Autumn may be the best time of the year for a weekend getaway on one of the mountains in Bosnia and Herzegovina; the soil is still warm; you still need sunglasses while colors of the nature are breathtaking. This weekend, we propose to you to visit one of the oldest villages in BiH - the Umoljani village on the Mountain of Bjelasnica - recalling the legend on the Dragon of Umoljani and the path of the old Jewish book or the Sarajevo’s Haggadah.

The Mountain of Bjelasnica represents the central zone of the geographical area of BiH and it represents the border between Bosnia - on one hand -  and the Herzegovina - on the other hand - and thus, the border between the Mediterranean climate and the continental climate. Its alpine climate and its geological structure – mostly limestone – provides the largest reservoir of water in BiH and this is why this mountain is considered to be the mother of BiH as it is the base for springs of two of the most important rivers in BiH; Bosnia and Neretva Rivers, while its plateau of Bjelasnica has a large number of springs, watercourses, permanent lakes and puddles. The aforementioned natural conditions have been a magnet for inhabiting the plateau of Bjelasnica, from prehistoric times until today.

The Mountain of Bjelasnica has a variety of different tours available, but this one is special because it offers an opportunity to see one of the two exceptionally interesting villages, apart from natural beauty and beautiful landscape. The village Umoljani, located at 1,275 meters above sea level, is easier to access than the village of Lukomir – 1,495 meters above sea level - as the village at the highest elevation point in BiH.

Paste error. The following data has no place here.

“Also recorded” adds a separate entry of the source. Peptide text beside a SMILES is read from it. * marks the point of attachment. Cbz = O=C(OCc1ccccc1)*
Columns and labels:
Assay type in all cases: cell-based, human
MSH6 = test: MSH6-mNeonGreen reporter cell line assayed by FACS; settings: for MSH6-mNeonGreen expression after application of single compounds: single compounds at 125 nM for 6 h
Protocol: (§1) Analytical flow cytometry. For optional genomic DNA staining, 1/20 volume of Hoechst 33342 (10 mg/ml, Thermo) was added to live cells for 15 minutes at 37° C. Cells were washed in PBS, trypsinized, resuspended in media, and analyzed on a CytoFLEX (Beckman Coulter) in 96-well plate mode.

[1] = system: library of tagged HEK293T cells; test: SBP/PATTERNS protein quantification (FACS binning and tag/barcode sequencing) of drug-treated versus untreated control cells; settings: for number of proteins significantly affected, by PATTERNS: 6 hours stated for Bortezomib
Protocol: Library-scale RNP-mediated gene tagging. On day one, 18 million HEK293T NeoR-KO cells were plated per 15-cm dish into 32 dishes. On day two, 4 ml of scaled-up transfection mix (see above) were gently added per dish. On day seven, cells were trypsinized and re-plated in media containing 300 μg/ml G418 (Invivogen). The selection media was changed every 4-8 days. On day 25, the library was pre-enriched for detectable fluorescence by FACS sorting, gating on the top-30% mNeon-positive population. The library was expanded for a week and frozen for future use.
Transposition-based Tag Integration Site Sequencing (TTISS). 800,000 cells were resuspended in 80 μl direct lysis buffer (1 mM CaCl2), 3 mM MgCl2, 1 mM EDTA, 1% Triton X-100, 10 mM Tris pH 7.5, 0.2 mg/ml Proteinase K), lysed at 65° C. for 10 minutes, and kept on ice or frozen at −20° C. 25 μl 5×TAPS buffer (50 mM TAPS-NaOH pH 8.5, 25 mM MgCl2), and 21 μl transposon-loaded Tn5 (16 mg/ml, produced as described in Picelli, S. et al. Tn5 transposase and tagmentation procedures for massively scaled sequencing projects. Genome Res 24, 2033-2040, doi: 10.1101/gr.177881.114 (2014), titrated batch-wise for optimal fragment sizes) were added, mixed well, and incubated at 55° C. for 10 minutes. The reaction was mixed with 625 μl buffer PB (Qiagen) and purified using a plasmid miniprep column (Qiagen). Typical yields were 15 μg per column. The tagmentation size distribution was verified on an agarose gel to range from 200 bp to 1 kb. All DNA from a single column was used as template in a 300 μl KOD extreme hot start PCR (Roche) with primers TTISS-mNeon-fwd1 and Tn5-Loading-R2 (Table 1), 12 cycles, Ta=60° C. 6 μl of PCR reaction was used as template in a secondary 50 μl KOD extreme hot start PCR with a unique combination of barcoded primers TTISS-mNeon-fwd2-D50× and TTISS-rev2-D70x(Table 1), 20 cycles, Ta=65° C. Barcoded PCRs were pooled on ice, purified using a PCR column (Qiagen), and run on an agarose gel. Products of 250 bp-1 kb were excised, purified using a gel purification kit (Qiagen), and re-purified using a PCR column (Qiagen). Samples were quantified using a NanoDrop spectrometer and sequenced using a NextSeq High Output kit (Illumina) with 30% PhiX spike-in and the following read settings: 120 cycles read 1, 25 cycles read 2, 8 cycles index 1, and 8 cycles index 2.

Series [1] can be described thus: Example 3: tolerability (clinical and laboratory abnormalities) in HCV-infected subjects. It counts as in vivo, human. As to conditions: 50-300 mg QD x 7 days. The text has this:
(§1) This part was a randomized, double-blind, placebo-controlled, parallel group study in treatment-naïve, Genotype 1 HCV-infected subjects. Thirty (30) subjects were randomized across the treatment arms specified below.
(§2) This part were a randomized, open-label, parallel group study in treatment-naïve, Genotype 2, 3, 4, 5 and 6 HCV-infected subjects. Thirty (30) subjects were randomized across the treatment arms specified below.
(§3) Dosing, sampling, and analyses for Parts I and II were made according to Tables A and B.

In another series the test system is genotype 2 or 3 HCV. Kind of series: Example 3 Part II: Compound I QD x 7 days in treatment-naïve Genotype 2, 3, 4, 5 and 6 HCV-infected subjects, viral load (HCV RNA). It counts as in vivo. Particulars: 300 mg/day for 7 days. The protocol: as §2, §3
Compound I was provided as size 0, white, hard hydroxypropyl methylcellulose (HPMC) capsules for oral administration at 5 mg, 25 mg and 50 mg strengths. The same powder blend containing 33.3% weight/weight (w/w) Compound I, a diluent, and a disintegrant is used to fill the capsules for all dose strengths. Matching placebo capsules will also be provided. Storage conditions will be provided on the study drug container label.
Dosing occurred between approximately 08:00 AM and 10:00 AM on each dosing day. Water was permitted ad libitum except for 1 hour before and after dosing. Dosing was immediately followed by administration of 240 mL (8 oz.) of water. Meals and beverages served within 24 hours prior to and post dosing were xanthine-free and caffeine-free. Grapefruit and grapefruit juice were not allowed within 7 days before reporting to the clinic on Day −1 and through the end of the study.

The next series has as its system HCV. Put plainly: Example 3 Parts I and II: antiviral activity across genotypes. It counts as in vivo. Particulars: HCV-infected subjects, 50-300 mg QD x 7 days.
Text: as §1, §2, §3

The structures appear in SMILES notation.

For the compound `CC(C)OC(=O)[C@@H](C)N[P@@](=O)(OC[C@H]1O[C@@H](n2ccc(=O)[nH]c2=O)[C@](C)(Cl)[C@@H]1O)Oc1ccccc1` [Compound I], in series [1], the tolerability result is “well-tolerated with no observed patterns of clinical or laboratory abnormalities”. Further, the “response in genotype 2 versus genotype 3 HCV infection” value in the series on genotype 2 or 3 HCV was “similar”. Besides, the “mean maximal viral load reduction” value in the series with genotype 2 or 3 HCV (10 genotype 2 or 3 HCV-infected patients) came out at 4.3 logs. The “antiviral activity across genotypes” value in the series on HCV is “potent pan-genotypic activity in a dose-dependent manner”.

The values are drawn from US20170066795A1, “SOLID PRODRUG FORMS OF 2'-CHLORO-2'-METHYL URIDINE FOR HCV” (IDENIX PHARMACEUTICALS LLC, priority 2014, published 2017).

It will take you an hour from Sarajevo to get to the village Umoljani and those who are more active, can surely take their equipment for a hiking tour or for a bike tour because the area is perfect for all this or just for sightseeing or sitting, drinking coffee ad enjoying the scenery. The village belongs to the Municipality of Trnovo - it is located about around 16 kilometers away from Trnovo by air, 23 kilometers from Sarajevo. If you are heading from the direction of Sarajevo, take the M18 main road from Sarajevo to Krupac, pass by the quarry and take the turn right to regional road towards the mountains of Bjelasnica and Igman. Follow the signs for hotels on Bjelasnica, and once you get to the hotels continue straight to Sabici. In Sabici, turn right and continue to the intersection to Umoljani at the bridge. Take another turn to the right here along the road leading up the hill to Umoljani. As you approach the village from this point, you will have to drive slowly and more carefully as the terrain will become steeper and the road is quite narrow so passing by vehicles from the other direction can be tricky. However, the road to the Mountain of Bjelasnica and to the village will give you a breathtaking view; you will wish to never stop driving! The fairytale-like scenery will leave you speechless; hills surrounding the road, green, yellow, brown and orange colors of the forest will give a much-needed break for your eyes, as you keep on breathing in the fresh mountain air. On your way to the village, you will most certainly see cows on the road and sheep on nearby hills.

If you decided to walk towards and through the village, you will see which structures are old and which ones are new and you will certainly meet local people who are doing some outdoor work and activities and meet local women, dressed in a traditional way, selling hand-made knitwear. Be kind and buy some of their products, especially if you meet an older, deaf woman, as this may be her only source of income.